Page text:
MTSU offers public viewing of ‘super blood moon’ eclipse Sept. 27

The public is invited to MTSU Sunday night to view a special celestial event — a total eclipse of the moon.

The viewing, weather permitting, will take place starting at 7:30 p.m. Sunday, Sept. 27, at the MTSU observatory near Wiser-Patten Science Hall. The event is free. The organized program will end at 10:30.

Lunar eclipseTo find parking and the event location, a searchable campus map is available at http://tinyurl.com/MTSUParking2015-16.

Scientists are calling this astronomical phenomenon a rare “super blood moon” lunar eclipse, with the result being a full moon displaying a reddish hue.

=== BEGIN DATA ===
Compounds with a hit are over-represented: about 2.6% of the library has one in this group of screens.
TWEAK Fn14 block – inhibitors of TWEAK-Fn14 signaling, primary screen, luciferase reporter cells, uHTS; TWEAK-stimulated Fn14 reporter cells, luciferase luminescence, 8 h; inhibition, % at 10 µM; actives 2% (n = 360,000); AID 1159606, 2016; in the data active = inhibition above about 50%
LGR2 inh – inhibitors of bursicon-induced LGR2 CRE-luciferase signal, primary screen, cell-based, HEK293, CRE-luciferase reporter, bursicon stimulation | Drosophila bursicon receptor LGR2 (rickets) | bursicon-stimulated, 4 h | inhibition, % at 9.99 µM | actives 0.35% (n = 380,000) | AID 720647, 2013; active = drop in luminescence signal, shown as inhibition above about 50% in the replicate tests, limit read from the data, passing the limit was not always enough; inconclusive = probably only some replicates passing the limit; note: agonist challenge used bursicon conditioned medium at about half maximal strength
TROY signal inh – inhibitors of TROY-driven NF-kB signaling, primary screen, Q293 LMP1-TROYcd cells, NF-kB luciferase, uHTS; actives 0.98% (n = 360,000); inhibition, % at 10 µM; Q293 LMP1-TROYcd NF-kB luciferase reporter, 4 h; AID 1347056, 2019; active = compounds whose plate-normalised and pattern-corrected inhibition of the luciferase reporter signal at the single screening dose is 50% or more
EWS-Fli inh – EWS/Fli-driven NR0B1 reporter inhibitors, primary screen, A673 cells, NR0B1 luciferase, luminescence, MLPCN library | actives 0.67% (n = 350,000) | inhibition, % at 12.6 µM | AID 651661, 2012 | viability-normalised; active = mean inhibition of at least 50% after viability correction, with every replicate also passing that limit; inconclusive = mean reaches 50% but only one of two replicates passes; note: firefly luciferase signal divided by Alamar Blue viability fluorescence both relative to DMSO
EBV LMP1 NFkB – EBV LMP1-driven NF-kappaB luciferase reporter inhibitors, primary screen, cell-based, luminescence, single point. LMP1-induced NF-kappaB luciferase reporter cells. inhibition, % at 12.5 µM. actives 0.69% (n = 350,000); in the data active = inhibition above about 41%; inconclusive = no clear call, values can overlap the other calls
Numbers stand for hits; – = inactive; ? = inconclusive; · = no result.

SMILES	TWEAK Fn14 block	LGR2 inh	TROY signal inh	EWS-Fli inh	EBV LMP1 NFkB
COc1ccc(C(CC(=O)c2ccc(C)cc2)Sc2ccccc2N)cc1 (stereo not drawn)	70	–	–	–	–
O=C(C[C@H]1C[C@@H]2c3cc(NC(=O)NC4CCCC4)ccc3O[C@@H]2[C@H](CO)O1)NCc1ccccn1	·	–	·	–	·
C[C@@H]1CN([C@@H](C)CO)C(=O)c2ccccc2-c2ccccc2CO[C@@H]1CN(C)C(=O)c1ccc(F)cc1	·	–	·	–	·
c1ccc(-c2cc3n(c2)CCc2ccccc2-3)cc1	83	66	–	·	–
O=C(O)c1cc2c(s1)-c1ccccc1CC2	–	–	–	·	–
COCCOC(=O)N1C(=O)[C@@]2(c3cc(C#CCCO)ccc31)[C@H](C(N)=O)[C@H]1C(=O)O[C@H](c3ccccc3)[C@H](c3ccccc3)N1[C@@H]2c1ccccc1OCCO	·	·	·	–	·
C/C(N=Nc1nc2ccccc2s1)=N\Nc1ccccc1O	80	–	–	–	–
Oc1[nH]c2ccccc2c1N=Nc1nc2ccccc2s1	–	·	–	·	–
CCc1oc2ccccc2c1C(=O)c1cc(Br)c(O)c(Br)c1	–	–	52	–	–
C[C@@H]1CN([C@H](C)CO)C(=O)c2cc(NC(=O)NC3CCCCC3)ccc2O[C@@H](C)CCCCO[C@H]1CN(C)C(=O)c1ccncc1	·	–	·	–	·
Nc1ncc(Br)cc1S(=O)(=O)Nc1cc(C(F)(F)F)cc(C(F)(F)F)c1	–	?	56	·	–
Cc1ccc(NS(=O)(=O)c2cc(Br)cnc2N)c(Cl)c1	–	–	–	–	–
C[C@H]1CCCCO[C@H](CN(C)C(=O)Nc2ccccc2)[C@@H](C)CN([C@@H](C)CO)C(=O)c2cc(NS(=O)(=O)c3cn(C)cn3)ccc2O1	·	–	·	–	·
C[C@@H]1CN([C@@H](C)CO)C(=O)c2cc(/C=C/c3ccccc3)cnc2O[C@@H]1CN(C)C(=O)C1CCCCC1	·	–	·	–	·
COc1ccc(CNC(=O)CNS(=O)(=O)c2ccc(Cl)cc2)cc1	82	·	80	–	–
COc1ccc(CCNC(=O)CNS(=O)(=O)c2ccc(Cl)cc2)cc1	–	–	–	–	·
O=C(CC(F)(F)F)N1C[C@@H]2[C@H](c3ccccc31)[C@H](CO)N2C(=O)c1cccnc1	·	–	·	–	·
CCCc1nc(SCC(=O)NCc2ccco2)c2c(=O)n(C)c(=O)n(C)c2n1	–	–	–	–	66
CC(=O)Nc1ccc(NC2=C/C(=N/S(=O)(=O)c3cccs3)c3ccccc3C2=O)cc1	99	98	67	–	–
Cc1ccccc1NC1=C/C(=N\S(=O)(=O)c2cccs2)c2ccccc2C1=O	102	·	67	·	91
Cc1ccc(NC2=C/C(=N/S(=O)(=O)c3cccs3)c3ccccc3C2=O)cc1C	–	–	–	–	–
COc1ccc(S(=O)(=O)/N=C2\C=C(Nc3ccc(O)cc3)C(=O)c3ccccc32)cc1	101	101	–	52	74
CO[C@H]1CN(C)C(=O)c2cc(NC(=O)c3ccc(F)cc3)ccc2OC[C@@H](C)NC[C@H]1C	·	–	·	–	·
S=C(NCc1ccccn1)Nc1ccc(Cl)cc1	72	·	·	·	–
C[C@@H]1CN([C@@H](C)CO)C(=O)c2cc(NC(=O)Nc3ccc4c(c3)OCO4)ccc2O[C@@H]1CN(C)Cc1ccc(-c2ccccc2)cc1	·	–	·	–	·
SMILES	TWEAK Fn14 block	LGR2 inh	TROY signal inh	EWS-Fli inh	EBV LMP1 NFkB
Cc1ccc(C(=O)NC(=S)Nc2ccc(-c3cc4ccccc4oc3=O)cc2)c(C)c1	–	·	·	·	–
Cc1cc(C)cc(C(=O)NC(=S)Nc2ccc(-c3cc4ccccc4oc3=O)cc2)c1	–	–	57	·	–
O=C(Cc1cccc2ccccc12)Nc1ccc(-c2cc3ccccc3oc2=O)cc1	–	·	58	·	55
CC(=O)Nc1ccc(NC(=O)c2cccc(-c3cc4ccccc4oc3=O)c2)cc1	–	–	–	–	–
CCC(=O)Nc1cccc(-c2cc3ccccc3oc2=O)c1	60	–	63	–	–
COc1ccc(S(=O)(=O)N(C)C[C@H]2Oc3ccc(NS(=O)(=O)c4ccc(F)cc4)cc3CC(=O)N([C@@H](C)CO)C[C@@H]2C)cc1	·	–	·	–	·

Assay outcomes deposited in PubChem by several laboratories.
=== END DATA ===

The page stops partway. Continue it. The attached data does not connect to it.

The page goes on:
Dr. Chuck Higgins

Dr. Chuck Higgins

An eclipse occurs when an astronomical object (in this case, the moon) is temporarily obscured, either by passing into the shadow of another body (the sun) or by having another body pass between it and the viewer.

“It will be relaxed and fun if the weather cooperates,” said associate professor Chuck Higgins, who will lead the program.

The time sequence for the eclipse includes:


• 8:07 p.m. — Partial eclipse begins.

• 9:11 — Total eclipse begins.

• 9:47 — Mid-eclipse.

• 10:23 — Total eclipse ends.

• 11:27 — Partial eclipse ends.

The MTSU Department of Physics and Astronomy and the MTSU Astronomy Club sponsor the event.

— Randy Weiler (Randy.Weiler@mtsu.edu)